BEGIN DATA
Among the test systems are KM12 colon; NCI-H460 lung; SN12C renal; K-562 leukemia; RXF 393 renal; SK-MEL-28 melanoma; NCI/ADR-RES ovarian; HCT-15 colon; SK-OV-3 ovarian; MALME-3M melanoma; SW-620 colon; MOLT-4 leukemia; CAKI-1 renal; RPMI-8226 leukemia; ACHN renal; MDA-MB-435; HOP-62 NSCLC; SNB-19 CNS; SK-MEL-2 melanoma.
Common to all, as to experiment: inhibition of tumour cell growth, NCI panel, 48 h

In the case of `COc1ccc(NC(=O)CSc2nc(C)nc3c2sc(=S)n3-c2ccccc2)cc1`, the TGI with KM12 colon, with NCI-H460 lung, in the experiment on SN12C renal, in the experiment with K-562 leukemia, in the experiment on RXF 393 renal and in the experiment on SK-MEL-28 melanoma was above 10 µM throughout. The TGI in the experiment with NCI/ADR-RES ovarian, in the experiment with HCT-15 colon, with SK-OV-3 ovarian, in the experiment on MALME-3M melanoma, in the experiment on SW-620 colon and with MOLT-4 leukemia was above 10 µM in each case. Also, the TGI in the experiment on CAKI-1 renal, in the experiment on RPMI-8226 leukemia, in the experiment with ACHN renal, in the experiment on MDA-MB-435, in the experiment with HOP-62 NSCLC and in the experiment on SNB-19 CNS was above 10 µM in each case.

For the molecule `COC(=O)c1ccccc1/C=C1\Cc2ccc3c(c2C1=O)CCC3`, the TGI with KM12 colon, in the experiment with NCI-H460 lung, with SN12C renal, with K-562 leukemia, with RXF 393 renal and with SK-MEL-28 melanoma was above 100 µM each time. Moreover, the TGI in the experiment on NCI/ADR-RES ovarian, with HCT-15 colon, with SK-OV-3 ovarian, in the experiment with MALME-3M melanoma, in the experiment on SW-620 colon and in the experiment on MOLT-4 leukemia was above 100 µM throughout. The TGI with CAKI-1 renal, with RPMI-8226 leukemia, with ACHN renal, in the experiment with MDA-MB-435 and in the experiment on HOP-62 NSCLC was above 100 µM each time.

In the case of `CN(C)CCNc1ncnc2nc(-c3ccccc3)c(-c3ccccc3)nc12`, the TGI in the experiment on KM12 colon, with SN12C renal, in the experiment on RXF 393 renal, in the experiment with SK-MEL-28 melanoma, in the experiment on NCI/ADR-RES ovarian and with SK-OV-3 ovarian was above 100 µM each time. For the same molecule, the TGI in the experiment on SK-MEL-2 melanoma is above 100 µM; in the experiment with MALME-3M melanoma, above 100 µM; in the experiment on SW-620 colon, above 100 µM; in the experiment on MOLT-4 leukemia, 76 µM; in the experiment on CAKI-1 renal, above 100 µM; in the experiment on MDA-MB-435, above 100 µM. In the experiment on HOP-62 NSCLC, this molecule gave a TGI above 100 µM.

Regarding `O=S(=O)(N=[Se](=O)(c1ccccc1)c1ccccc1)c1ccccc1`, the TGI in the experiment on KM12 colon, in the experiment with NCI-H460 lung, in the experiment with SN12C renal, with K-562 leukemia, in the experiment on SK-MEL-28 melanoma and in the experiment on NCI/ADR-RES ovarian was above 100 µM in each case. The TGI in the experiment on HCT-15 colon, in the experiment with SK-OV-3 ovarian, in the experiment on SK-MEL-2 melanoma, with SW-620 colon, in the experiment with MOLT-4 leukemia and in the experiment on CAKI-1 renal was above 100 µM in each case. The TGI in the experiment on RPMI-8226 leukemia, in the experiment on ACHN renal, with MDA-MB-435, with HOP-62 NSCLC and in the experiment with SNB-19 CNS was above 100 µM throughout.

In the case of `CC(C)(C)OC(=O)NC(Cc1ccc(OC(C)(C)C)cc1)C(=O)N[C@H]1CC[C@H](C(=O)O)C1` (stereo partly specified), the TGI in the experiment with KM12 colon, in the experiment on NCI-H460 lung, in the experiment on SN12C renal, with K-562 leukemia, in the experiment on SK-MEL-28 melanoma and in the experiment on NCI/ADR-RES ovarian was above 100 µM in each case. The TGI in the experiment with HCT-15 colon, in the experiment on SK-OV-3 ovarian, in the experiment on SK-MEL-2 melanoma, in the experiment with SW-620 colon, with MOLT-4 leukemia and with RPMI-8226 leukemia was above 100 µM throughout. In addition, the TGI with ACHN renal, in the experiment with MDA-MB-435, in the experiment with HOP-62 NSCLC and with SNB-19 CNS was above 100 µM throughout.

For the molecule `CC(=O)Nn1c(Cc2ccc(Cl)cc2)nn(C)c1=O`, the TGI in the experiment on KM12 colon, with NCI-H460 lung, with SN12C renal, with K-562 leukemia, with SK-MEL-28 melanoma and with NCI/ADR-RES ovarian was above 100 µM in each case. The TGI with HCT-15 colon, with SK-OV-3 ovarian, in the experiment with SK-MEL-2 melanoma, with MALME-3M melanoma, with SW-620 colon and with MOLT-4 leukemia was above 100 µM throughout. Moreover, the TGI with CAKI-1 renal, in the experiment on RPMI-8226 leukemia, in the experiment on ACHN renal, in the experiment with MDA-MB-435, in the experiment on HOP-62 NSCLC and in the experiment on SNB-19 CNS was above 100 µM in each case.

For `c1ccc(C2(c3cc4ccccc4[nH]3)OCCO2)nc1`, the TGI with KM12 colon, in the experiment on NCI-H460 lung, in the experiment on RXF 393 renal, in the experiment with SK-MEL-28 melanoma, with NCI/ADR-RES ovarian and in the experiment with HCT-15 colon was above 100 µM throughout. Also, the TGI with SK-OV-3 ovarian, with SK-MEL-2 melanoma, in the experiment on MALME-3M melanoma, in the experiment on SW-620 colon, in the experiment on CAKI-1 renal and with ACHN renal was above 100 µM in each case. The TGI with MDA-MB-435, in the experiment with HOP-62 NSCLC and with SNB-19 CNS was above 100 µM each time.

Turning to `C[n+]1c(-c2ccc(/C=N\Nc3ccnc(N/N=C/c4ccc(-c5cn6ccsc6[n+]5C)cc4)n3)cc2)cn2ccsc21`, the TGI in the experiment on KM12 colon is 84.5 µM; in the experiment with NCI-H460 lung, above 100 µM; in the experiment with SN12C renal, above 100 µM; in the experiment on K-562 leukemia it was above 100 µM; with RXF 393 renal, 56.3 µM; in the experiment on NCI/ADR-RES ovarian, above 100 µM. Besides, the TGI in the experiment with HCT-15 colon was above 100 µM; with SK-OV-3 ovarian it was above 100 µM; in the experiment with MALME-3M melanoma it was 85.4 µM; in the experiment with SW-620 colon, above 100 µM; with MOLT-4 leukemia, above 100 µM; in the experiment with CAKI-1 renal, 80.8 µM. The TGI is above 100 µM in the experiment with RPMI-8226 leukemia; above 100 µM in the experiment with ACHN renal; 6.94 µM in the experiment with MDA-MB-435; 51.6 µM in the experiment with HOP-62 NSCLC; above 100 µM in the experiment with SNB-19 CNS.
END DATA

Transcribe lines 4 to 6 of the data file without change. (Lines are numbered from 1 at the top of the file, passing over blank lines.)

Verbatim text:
For the molecule `COC(=O)c1ccccc1/C=C1\Cc2ccc3c(c2C1=O)CCC3`, the TGI with KM12 colon, in the experiment with NCI-H460 lung, with SN12C renal, with K-562 leukemia, with RXF 393 renal and with SK-MEL-28 melanoma was above 100 µM each time. Moreover, the TGI in the experiment on NCI/ADR-RES ovarian, with HCT-15 colon, with SK-OV-3 ovarian, in the experiment with MALME-3M melanoma, in the experiment on SW-620 colon and in the experiment on MOLT-4 leukemia was above 100 µM throughout. The TGI with CAKI-1 renal, with RPMI-8226 leukemia, with ACHN renal, in the experiment with MDA-MB-435 and in the experiment on HOP-62 NSCLC was above 100 µM each time.

In the case of `CN(C)CCNc1ncnc2nc(-c3ccccc3)c(-c3ccccc3)nc12`, the TGI in the experiment on KM12 colon, with SN12C renal, in the experiment on RXF 393 renal, in the experiment with SK-MEL-28 melanoma, in the experiment on NCI/ADR-RES ovarian and with SK-OV-3 ovarian was above 100 µM each time. For the same molecule, the TGI in the experiment on SK-MEL-2 melanoma is above 100 µM; in the experiment with MALME-3M melanoma, above 100 µM; in the experiment on SW-620 colon, above 100 µM; in the experiment on MOLT-4 leukemia, 76 µM; in the experiment on CAKI-1 renal, above 100 µM; in the experiment on MDA-MB-435, above 100 µM. In the experiment on HOP-62 NSCLC, this molecule gave a TGI above 100 µM.

Regarding `O=S(=O)(N=[Se](=O)(c1ccccc1)c1ccccc1)c1ccccc1`, the TGI in the experiment on KM12 colon, in the experiment with NCI-H460 lung, in the experiment with SN12C renal, with K-562 leukemia, in the experiment on SK-MEL-28 melanoma and in the experiment on NCI/ADR-RES ovarian was above 100 µM in each case. The TGI in the experiment on HCT-15 colon, in the experiment with SK-OV-3 ovarian, in the experiment on SK-MEL-2 melanoma, with SW-620 colon, in the experiment with MOLT-4 leukemia and in the experiment on CAKI-1 renal was above 100 µM in each case. The TGI in the experiment on RPMI-8226 leukemia, in the experiment on ACHN renal, with MDA-MB-435, with HOP-62 NSCLC and in the experiment with SNB-19 CNS was above 100 µM throughout.